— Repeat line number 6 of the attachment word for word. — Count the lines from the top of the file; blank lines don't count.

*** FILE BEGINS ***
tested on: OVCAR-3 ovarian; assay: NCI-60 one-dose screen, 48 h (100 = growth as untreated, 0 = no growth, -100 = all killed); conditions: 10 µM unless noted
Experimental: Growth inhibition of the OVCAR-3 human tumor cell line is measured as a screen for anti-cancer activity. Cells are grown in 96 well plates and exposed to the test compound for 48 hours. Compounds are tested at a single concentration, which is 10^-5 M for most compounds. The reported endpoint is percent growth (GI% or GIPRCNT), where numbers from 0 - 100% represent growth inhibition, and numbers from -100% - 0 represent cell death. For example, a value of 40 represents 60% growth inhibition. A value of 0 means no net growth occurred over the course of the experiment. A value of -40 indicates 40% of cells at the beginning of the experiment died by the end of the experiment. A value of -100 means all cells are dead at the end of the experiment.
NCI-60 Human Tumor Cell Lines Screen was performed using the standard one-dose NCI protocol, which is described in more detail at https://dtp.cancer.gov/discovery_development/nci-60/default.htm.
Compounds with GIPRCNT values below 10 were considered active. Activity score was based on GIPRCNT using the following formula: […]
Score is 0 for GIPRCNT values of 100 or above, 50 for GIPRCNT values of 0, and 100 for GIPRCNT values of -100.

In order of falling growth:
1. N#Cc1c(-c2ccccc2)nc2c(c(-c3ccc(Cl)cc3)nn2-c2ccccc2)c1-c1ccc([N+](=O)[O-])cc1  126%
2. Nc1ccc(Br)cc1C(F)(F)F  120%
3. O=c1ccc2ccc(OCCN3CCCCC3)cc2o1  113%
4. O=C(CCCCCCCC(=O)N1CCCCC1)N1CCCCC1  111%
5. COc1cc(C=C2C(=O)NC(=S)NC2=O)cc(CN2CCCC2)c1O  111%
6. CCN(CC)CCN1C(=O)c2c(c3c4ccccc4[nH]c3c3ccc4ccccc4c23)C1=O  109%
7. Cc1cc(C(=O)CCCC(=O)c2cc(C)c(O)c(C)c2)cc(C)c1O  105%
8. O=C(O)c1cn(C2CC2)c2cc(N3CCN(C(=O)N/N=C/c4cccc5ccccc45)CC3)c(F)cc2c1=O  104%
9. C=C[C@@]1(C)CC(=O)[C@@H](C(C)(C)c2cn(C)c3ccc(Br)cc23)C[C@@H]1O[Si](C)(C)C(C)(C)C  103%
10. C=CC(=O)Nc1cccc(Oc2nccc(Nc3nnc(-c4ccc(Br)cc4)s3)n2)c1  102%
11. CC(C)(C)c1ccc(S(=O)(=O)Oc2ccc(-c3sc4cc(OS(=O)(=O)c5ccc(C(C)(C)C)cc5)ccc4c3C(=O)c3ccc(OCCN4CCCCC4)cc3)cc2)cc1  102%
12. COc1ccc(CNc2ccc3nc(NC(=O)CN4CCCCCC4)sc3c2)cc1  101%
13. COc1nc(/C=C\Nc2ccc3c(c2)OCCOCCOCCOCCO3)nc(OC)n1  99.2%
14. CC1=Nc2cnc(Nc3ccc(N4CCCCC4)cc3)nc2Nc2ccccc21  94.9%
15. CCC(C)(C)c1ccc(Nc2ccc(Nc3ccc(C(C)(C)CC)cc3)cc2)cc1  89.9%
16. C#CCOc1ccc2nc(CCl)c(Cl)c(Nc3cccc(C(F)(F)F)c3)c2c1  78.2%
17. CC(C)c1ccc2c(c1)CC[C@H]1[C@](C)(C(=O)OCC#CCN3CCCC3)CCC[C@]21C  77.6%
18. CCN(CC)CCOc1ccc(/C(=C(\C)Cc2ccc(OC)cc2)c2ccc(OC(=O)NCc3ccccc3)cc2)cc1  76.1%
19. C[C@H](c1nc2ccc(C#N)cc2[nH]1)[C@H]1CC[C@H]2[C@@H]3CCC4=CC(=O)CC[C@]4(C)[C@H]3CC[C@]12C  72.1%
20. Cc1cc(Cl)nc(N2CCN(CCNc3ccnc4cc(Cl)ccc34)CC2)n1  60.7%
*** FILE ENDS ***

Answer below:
In order of falling growth: